New Orleans Mayor LaToya Cantrell, who has earned a lot of negative attention for an expensive trip to Paris on the taxpayers’ dime and for appearing to come to the defense a carjacker in court, is the subject of a recall petition filed at the Secretary of State’s office Friday.
Cantrell, a Democrat currently presiding over a major crime wave in the city as well as a dwindling police force, did not issue any comment herself but her office released a statement Friday evening.
“The mayor is working 24 hours a day, seven days a week to solve the problems of the city,” director of the Mayor’s Office of Communications, Gregory Joseph, said in a statement to local media.
State recall rules are that a recall petition must collect the signatures of at least 20 percent of the eligible voting population, which will then be verified by the registrar of voters. In New Orleans, that means the petition needs at least 53,000 valid signatures, according to WDSU in New Orleans. Once the signatures are validated, Cantrell will have an opportunity to appeal before the recall election is put on the ballot.
The petition was filed by community activist Belden Batiste, a longtime candidate for office. Eileen Carter, a former city hall staffer joined Batiste in filing the petition.
Carter’s sister is disgraced former state Senator Karen Carter Peterson, who recently resigned from office for illegally using state Democratic Party funds. During that time, she was the state party’s chair and was suffering from gambling addiction. She is currently under federal investigation.
Cantrell, meanwhile, was the subject of a lengthy Tucker Carlson monologue regarding the city’s crime wave and her appearance in court to defend a carjacker.
So, the mayor of the city, Latoya Cantrell, showed up to the sentencing, but here’s the twist in the story. Mayor Cantrell didn’t show up to support the victims, the women who’d been terrorized by this predator. No, the mayor showed up to support the carjacker and to let the entire city know that she was doing it, to let everyone know whose side she was on.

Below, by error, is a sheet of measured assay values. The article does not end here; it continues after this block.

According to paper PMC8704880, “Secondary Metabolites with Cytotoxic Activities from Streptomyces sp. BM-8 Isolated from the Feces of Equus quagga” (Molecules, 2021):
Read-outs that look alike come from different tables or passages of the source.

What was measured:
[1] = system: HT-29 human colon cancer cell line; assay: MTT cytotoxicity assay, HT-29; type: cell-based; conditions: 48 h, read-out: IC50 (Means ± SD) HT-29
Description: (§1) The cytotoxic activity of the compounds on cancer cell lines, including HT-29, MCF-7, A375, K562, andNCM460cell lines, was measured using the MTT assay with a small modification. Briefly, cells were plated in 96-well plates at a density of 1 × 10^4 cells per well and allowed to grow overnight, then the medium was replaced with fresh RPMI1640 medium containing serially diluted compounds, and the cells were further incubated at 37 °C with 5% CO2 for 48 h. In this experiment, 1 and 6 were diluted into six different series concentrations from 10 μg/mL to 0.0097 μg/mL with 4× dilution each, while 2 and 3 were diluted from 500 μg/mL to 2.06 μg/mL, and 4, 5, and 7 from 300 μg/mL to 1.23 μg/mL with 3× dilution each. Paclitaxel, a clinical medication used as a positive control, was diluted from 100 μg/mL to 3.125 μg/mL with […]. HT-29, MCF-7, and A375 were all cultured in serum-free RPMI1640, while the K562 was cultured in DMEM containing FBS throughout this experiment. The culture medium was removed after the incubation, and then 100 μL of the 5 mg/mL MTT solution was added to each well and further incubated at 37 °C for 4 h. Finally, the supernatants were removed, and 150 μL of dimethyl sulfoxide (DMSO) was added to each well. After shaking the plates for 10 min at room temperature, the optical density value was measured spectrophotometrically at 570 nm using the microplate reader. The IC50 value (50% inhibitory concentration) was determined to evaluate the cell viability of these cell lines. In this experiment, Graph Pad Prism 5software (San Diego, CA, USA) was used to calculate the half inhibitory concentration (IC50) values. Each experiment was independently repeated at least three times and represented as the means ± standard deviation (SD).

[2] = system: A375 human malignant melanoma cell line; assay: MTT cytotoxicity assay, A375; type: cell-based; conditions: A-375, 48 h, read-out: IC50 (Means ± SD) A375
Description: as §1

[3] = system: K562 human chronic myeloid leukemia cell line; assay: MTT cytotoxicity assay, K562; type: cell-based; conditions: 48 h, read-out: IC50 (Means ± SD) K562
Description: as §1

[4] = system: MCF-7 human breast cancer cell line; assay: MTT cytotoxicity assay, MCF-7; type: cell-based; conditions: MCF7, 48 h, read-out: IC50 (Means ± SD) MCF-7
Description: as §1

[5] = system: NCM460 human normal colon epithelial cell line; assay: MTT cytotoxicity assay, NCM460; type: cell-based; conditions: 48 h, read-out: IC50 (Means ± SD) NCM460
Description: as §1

The mayor is an encourager of violence and she is destroying an already wounded city. We reached out to Mayor Cantrell’s office to ask why she is doing all of this. Why did she pressure a judge to release a convicted armed carjacker with no prison time? But of course, she didn’t reply to us. It turns out the mayor of New Orleans had a connection to this carjacker. Cantrell had enrolled this person in one of her administration’s welfare programs called “Pathways Youth Internship Program.” Using taxpayer money, the program says it provides young people who commit crimes with a reward, paid internships and a stipend.
Cantrell first won the mayor’s seat in 2017, and her time in office has been filled with controversy. Many New Orleans residents were placed under stricter COVID-19 restrictions than the rest of the state, while she was holding unmasked parties. She is also responsible for placing restrictive rules on Superdome attendance during the pandemic.
She also tried to get Grammy-winning Christian singer Lauren Daigle, who is originally from Lafayette, Louisiana, kicked of the annual New Year’s Rockin Eve Celebration hosted by Dick Clark Productions. Why? Because Daigle sang at a public event during the pandemic, and Cantrell threw a fit about how much the event “endangered lives,” according to her.
“While this was under the guise of a religious activity or event,” she said at the time, “we know it put our people in danger.”
Cantrell originally won office with 60 percent of the city’s vote, and there is skepticism among political observers in the state as to whether or not the recall election would be successful. The petition has 180 days to collect the necessary signatures in order to make it to the ballot.